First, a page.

After a teenage girl was sentenced Tuesday to five years in prison for beating a transgender woman at a McDonald's in Rosedale, some advocates for transgender people called the sentence too lenient.
"The whole incident is unfortunate and demonstrates the lack of knowledge and understanding, and discrimination against transgender people," said Patrick Wojahn, board president of the Equality Maryland Foundation. "If anything, five years may have been too short of an amount of time for the attack and the amount of hatred that was shown in the incident."
Del. Joseline Pena-Melnyk agreed. "Five years is not enough for what she did. It was really horrible — nobody should do something like that to another human being," said Pena-Melnyk, who represents parts of Anne Arundel and Prince George's counties. She proposed legislation to prevent employers, creditors and others from discriminating against transgender people, but the measure failed in the 2011 General Assembly.
Teonna Monae Brown, 19, pleaded guilty last month to first-degree assault and a hate crime in the beating of Chrissy Lee Polis, 22. The April attack drew national attention after a video went viral online, and it became a rallying point for transgender-rights advocates.
Brown, who tearfully apologized in court Tuesday, was sentenced to 10 years in prison, with five years suspended, plus three years of supervised probation, as prosecutors sought. The maximum sentence for the crimes is 35 years.
Vincent Paolo Villano, a spokesman for the National Center for Transgender Equality, said the group's focus is not Brown's sentence, but the hope that "people use this as an opportunity to educate other people." The point, he said, is that "everyone is treated fairly and equally."
Baltimore County Circuit Judge John Grason Turnbull II called Brown's attack on Polis "absolutely outrageous behavior" and said the prosecutors' sentencing recommendation was "more than reasonable."
After the sentencing, Baltimore County State's Attorney Scott Shellenberger said that "it was very important that even though this defendant has no criminal record, that she receive substantial time in jail." He said the violence of the repeated assaults warranted it.
"I don't care who the victim is. This was not a political statement," he said.
Shellenberger said surveillance video from the McDonald's in eastern Baltimore County showed that Polis was not bothering Brown and the other teen charged in the attack. Police learned that Polis went into an empty women's bathroom and was attacked as she came out, after the teens had complained to a McDonald's employee that a man went into the ladies' room, he said.
"This is the harshest penalty I have ever seen handed down to an 18-year-old first-time offender in a case of assault," Timothy Knepp, Brown's lawyer, said later. He called the case "a tragic set of circumstances that was really overblown by the state's attorney's office."
In court, Brown asked for a second chance and apologized for the attack.
"My mother didn't raise me like this," Brown said before her lawyer asked the judge for probation only. "I would really like to apologize to the victim."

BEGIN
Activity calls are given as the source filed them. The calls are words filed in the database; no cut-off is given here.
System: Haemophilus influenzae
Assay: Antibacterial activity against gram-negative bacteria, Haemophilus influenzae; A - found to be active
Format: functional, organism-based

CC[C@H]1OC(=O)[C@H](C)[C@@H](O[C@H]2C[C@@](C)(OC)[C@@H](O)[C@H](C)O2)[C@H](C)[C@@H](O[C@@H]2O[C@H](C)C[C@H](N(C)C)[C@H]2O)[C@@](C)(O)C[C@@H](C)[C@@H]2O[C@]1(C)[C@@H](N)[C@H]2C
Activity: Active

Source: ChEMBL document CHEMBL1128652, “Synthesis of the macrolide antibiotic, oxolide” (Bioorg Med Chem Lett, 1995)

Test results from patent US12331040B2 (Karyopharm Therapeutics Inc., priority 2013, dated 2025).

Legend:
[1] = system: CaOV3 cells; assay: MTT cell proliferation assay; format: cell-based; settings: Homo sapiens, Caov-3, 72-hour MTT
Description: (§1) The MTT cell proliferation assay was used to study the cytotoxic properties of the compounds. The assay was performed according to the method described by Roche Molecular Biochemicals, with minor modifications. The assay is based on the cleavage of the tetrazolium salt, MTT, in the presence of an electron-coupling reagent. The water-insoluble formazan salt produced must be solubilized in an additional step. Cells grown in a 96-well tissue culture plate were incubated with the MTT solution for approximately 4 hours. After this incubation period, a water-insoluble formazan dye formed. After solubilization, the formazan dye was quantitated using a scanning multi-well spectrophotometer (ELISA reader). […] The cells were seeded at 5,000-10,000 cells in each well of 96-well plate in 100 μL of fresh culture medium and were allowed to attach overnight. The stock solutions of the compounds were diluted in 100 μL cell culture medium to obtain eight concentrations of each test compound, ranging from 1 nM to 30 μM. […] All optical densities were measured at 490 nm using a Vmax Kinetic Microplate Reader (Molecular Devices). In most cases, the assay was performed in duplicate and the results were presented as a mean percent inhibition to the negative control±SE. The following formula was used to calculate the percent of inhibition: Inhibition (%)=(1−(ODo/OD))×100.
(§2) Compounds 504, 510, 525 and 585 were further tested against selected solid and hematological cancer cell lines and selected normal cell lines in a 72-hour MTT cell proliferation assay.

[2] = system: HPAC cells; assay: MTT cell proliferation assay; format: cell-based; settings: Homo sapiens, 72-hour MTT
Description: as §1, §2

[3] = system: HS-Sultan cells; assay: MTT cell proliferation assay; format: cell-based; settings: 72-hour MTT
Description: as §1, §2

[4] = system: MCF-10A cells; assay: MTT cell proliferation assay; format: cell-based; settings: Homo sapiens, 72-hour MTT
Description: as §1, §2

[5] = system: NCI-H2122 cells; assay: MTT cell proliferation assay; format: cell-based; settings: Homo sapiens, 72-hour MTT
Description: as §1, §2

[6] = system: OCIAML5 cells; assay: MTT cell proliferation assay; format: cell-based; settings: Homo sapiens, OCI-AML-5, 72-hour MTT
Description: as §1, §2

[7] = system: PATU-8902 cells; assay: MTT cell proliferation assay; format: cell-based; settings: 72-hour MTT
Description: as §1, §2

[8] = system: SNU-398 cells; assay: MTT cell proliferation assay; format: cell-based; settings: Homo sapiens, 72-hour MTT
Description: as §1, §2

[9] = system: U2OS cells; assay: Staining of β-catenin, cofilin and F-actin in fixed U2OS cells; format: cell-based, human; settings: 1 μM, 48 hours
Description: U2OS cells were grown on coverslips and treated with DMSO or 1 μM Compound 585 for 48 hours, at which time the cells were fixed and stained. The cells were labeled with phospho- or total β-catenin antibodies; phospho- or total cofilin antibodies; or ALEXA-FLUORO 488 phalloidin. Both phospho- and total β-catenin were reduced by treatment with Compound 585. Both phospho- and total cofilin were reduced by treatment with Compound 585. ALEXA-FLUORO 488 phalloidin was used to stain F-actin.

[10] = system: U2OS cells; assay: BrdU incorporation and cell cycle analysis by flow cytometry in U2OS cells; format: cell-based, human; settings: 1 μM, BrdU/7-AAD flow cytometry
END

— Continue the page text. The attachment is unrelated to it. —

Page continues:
Assistant State's Attorney Rachel Cogen said Polis was too upset to come to court.
In an emotional statement submitted to the court, Polis wrote that she did not forgive Brown and her 14-year-old companion for the attack. She described a demeaning attack in which Brown and the younger girl spat on her, called her names, kicked her and pulled out her hair.
"While being beaten, I felt like I was going to die that day," Polis wrote. After the beatings, her epileptic seizures, which had stopped for a year, started again and became more frequent, she added.
She has suffered emotional damage as well, Polis wrote.
"My private life has been exposed to the world. I lost my job. I cannot go anywhere without the fear of getting hurt again," Polis wrote. "I want to go into a hole and hide."
Polis wrote that she has been diagnosed with post-traumatic stress disorder and suffers from sleep problems, anguish, fear of being alone, bouts of crying and anxiety. She has been admitted twice to a crisis center.
Vicky Thoms, 55, a bystander who was punched in the face when she tried to intervene in the beating, attended the sentencing. Afterward, she said she did not know if justice was served, but hoped that Brown and others would take away a message about the world needing more love and less violence.
She has also had difficulty coping with the experience. "It's hard to go outside," she said. "I never dreamed that I would see anything like that in my life."
Turnbull watched the videotapes of the April 18 attack — one taken by a McDonald's employee that was posted online and the surveillance footage from McDonald's. The employee's video showed Polis being kicked and struck in the head, then dragged by the hair across the floor.
The attack brought nationwide attention to the plight of transgender people, and thousands signed online petitions or attended rallies. Soon after, Gov. Martin O'Malley said he would work with lawmakers on legislation to provide more protections for transgender people.
The 14-year-old girl charged as a juvenile in the attack admitted her responsibility July 1. She remains in juvenile detention facility, prosecutors said.